(ECB) Introductory Statement to the Press Conference, 5 July 2012
Mario Draghi, President of the ECB,
Vítor Constâncio, Vice-President of the ECB,
Frankfurt am Main, 5 July 2012
Ladies and gentlemen, the Vice-President and I are very pleased to welcome you to our press conference. We will now report on the outcome of today's meeting of the Governing Council, which was also attended by the Commission Vice-President, Mr Rehn.
Based on our regular economic and monetary analyses, we decided to cut the key ECB interest rates by 25 basis points. Inflationary pressure over the policy-relevant horizon has been dampened further as some of the previously identified downside risks to the euro area growth outlook have materialised. Consistent with this picture, the underlying pace of monetary expansion remains subdued. Inflation expectations for the euro area economy continue to be firmly anchored in line with our aim of maintaining inflation rates below, but close to, 2% over the medium term. At the same time, economic growth in the euro area continues to remain weak, with heightened uncertainty weighing on confidence and sentiment.
We have implemented both standard and non-standard monetary policy measures. This combination of measures has supported the transmission of our monetary policy. All our non-standard monetary policy measures are temporary in nature and we maintain our full capacity to ensure medium-term price stability by acting in a firm and timely manner. Let me also remind you of the decision taken by the Governing Council on 22 June 2012 concerning further measures to increase collateral availability for counterparties.
Let me now explain our assessment in greater detail, starting with the economic analysis. On a quarterly basis, euro area real GDP growth was flat in the first quarter of 2012, following a decline of 0.3% in the previous quarter. Indicators for the second quarter of 2012 point to a renewed weakening of economic growth and heightened uncertainty. Looking beyond the short term we expect the euro area economy to recover gradually, although with momentum dampened by a number of factors. In particular, tensions in some euro area sovereign debt markets and their impact on credit conditions, the process of balance sheet adjustment in the financial and non-financial sectors and high unemployment are expected to weigh on the underlying growth momentum.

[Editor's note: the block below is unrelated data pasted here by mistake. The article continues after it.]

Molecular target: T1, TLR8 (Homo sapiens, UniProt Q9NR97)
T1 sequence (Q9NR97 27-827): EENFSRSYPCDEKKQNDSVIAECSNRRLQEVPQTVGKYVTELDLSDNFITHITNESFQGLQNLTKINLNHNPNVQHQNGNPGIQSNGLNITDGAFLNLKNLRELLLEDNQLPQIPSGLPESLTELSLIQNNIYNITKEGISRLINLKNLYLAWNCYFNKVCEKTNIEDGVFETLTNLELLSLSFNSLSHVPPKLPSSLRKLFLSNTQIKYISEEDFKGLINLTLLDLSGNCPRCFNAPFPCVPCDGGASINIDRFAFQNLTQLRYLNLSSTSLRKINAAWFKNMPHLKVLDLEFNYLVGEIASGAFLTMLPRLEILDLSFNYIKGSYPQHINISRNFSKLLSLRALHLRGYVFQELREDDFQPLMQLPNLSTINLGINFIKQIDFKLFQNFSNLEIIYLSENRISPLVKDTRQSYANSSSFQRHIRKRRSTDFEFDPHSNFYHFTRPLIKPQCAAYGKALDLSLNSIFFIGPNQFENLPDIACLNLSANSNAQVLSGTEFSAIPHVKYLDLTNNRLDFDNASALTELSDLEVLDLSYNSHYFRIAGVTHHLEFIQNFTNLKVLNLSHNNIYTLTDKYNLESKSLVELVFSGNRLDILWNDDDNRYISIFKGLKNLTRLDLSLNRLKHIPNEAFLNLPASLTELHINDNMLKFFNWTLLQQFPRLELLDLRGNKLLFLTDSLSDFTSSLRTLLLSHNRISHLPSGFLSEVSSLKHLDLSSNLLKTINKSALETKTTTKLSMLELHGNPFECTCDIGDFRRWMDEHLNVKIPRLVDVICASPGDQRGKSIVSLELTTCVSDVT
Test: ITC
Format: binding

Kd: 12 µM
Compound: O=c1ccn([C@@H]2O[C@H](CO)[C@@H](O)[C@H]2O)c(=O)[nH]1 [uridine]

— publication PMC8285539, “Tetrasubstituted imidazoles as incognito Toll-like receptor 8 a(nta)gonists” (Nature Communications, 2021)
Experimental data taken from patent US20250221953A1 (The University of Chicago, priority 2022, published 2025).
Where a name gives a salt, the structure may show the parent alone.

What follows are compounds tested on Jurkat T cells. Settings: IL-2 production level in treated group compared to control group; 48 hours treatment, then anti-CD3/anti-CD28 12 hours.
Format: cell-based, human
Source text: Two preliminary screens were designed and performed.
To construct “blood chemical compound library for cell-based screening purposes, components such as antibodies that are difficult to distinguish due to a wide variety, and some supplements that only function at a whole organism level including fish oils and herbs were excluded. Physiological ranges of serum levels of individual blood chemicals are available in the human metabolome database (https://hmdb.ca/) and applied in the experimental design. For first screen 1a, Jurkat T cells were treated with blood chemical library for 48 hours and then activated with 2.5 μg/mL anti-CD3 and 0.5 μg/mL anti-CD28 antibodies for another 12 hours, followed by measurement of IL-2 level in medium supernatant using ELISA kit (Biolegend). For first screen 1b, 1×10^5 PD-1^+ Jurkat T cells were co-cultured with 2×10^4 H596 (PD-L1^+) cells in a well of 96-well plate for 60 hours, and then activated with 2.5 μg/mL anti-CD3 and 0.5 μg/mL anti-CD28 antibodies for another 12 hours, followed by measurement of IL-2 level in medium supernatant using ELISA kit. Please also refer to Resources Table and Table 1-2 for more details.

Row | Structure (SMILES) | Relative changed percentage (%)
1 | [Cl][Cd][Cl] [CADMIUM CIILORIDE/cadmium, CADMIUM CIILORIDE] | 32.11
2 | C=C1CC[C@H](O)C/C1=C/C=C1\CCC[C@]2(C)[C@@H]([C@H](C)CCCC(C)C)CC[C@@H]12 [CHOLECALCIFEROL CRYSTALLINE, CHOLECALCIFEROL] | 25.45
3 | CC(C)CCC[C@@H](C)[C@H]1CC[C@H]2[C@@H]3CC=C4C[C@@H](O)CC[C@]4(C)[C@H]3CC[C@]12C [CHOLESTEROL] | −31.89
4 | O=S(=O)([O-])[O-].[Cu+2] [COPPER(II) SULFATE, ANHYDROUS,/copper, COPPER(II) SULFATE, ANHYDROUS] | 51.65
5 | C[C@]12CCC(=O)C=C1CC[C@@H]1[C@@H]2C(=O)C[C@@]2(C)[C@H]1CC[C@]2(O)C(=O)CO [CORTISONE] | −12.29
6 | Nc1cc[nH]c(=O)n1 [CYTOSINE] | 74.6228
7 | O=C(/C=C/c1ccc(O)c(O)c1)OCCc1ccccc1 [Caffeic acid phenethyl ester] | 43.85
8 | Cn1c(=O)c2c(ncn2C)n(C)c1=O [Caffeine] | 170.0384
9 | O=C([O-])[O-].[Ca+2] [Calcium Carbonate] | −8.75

The risks surrounding the economic outlook for the euro area continue to be on the downside. They relate, in particular, to a renewed increase in the tensions in several euro area financial markets and their potential spillover to the euro area real economy. Downside risks also relate to possibly renewed increases in energy prices over the medium term.
Euro area annual HICP inflation was 2.4% in June 2012, according to Eurostat's flash estimate, unchanged from the previous month. On the basis of current futures prices for oil, inflation rates should decline further in the course of 2012 and be again below 2% in 2013. Over the policy‑relevant horizon, in an environment of modest growth in the euro area and well‑anchored long-term inflation expectations, underlying price pressures should remain moderate.